Creative Sector and EU Regulators make copyright work on the web


9 December, Bruxelles.

Today in Brussels, 9 December, on the day that the European Commission published its long-awaited Communication: “Towards a modern, more European Copyright Framework”, RDI, the part-EU-funded digital copyright project, held a conference to showcase the significant innovation in managing copyright online it has developed over a two-year period. Thanks to the collaboration and support of project partners from the music, publishing, audiovisual, authors and image sectors[1], RDI’s work will revolutionize creators’ ability to express their rights online as well as B2B and B2C users’ ability to find content, use and re-use content.

European Commission Senior Innovation Adviser Robert Madelin said: “The success of this project reaffirms the synergy in Europe between private brainwaves and modest tax-funded support. This has been a two-year journey of innovation to improve legitimate access to online content and help towards the creation of a Digital Single Market, one of the aims being to improve and widen people’s access to cultural content online – thereby nurturing cultural diversity – while opening new opportunities for creators and the content industry.”

The interoperable data model tested in the project will support millions of micro-web transactions, that would otherwise need to be managed manually.

RDI Project Director Andrew Farrow said: “Our approach has been very simple. People create stuff, people want to use that stuff, and we want to make that process as easy as possible. There is no underlying assumption about business models, no obligation to adopt a particular technology, no requirement to adopt a new standard. We just want to show that it is possible to automate some or all of the rights supply chain.”

In terms of its EU context, Commissioners Ansip and Oettinger have said that they have put copyright at heart of their digital agenda plans. RDI relates directly to the overall objectives of the European Digital Agenda and will help identify solutions to the Digital Single Market.

[1] age fotostock Spain SL, Album Archivo Fotografico S.L., Axel Springer SE, Capture Ltd/British Library, Consolidated Independent Ltd, EDISER S.R.L, Elsevier, Getty Images, the International Federation of Reproduction Rights Organisations (IFRRO), International Press Communications Council (IPTC), Pearson PLC, Phonographic Performance Ltd (PPL), PLUS Coalition, Producentforeningen – Danish Producers Association, Consorzio Interuniversitario per il Calcolo Automatico dell’Italia Nord Orientale (CINECA), Rightscom Ltd, mEDRA S.R.L , RightsDirect BV, Center of the Picture Industry (CEPIC), Europe Analytica Ltd (representing European Publishers Council), European Writers Council (EWC).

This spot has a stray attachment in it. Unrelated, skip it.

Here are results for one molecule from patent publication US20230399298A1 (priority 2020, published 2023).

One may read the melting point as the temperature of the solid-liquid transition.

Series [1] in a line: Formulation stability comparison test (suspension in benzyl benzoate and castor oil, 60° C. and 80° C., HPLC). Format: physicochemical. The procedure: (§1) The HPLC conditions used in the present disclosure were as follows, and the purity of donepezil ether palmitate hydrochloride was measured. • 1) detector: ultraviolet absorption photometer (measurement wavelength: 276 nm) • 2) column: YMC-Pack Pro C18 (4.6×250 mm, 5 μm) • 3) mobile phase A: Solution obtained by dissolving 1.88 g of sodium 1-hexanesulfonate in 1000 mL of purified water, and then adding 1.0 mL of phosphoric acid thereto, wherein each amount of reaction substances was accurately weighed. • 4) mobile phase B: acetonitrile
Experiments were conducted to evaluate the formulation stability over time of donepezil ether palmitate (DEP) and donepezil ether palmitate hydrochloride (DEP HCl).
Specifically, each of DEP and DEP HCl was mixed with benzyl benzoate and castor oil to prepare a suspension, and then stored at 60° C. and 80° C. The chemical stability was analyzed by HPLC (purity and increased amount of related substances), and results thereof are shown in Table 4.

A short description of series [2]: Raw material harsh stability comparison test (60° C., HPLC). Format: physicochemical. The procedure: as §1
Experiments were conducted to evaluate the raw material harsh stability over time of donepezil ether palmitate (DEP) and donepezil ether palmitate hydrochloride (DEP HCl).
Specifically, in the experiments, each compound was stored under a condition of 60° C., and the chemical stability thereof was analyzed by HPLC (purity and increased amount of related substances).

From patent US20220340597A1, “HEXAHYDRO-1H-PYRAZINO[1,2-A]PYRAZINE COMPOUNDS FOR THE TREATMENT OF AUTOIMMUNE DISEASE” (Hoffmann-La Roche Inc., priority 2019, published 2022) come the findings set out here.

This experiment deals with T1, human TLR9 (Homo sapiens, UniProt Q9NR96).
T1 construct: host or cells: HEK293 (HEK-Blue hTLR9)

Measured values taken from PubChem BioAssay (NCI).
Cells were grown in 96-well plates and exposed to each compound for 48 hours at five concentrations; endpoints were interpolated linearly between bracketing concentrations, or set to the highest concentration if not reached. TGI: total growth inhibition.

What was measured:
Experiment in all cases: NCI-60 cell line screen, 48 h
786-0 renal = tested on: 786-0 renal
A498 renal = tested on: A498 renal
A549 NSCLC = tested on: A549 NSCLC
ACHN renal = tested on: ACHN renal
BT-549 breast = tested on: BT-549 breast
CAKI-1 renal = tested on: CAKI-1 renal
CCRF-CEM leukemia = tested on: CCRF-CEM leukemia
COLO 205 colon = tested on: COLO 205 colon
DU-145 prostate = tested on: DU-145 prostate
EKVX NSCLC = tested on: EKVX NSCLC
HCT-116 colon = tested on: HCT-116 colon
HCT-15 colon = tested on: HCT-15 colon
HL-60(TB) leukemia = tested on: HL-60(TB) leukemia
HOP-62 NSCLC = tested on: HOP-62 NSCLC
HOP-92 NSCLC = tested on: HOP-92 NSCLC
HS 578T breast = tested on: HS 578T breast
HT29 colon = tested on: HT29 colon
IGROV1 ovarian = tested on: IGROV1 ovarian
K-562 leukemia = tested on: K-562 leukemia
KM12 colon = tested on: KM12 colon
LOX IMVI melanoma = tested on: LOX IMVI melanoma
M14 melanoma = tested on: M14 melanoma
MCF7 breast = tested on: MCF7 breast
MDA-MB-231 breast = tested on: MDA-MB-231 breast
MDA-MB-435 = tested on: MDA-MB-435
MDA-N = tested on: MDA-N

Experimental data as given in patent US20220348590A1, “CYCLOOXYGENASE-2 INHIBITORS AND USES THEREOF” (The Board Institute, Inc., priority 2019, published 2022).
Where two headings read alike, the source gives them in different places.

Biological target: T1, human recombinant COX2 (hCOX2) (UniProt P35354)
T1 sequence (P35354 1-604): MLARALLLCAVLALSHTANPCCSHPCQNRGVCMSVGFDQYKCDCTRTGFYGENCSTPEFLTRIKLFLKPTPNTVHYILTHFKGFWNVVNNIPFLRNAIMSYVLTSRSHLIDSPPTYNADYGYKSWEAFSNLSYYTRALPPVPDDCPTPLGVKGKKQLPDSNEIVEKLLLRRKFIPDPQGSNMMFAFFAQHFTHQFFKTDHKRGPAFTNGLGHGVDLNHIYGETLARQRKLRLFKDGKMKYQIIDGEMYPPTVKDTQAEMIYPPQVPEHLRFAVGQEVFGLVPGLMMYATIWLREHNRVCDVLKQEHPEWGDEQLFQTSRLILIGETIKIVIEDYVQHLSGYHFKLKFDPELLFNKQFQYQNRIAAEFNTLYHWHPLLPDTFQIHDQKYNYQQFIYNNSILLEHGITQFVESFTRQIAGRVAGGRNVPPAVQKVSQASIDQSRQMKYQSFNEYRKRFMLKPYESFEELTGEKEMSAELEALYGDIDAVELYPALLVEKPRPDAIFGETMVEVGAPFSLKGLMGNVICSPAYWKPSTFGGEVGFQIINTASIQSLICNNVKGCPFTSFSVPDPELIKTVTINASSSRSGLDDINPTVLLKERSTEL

Richard Hooper CBE, Chairman of The Copyright Hub Foundation, said: “The RDI project has shown big time that the theory works in practice. We need to move out of the laboratory into the real world and get creative companies and tech companies to apply the LCC’s non-proprietary and interoperable framework for real.”

The RDI project will directly benefit:

  • Anyone wishing to access and re-use online content easily and legally, whether individuals or businesses
  • Anyone wishing to create, upload and build business models around online content, whether individuals or businesses
  • Authors and individual professional artists of all types of online content wishing to make their work identifiable in machine-readable language
  • Businesses wishing to improve the efficiency of their licensing and rights management departments
  • Regulators working to improve licensing and to boost the digital economy

The RDI project partners now call on the creative sectors to integrate a rights’ data vision in their creations and right holdings to sustain and boost Europe’s cultural and creative assets on the web.

The Linked Content Coalition is now a permanent consortium of content sector standards bodies. It is intended as a forum within which interoperable standards work can be carried forward.

It is hoped that a specific initiative to develop and implement a “Digital Rightsholder Statement”, making it simple for anyone to declare their rights in a machine readable form using LCC standards and RDI methods, will begin in 2016.

For further information, contact Andrew Farrow, RDI Project Coordinator, on

Tel: +44 7803 025 767 or Heidi Lambert on Tel: +44 7932 141 291

or visit where you will find more information about the project as well as presentations from the Brussels conference.

List of participants: RDI Conference 2015 – Participants_08_12_2015

Take Away: RDI leave behind